Summary of the chapter





Traumatic events in early childhood and their relation with suicidal behaviour

Silvia Vallejo Oñate


Suicide is a public health issue of growing importance. It is the leading external cause of death in many countries and the first among young males 24 to 35 years of age. It is estimated that throughout the world, suicide attempts occur every 2 seconds and suicide acts every 40 seconds. Suicidal behaviour is complex and heterogeneous and it is therefore associated with multiple factors, such as the presence of psychopathology, certain personality traits, traumatic events in childhood or stressful events throughout life.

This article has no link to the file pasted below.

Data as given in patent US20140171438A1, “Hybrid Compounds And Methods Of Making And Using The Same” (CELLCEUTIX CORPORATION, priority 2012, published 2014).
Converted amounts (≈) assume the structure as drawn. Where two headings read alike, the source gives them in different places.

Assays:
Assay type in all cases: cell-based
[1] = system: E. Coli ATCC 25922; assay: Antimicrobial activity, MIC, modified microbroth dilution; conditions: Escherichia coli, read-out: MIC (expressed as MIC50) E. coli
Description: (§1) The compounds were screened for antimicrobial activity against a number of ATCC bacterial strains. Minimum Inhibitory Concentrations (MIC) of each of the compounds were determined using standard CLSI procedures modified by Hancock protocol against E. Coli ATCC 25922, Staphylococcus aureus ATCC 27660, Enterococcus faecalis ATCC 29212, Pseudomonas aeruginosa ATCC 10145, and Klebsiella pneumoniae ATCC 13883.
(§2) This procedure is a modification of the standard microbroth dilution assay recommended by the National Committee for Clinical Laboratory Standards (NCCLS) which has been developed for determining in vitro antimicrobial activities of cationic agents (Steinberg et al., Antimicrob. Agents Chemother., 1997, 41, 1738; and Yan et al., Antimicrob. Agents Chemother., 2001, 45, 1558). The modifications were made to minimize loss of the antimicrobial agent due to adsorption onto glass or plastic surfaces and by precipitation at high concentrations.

Learning to recognise clinical, sociological, psychological and biological factors can help in the detection of individuals at greater risk, which can ultimately lead to the prevention of suicidal behaviours. Among the factors above mentioned, we will focus on the importance of traumatic events in childhood and its relationship with the development of psychiatric pathology. This relationship lies in the epigenetic mechanisms that alter individuals’ sensitivity to stress, brain functioning and behaviour.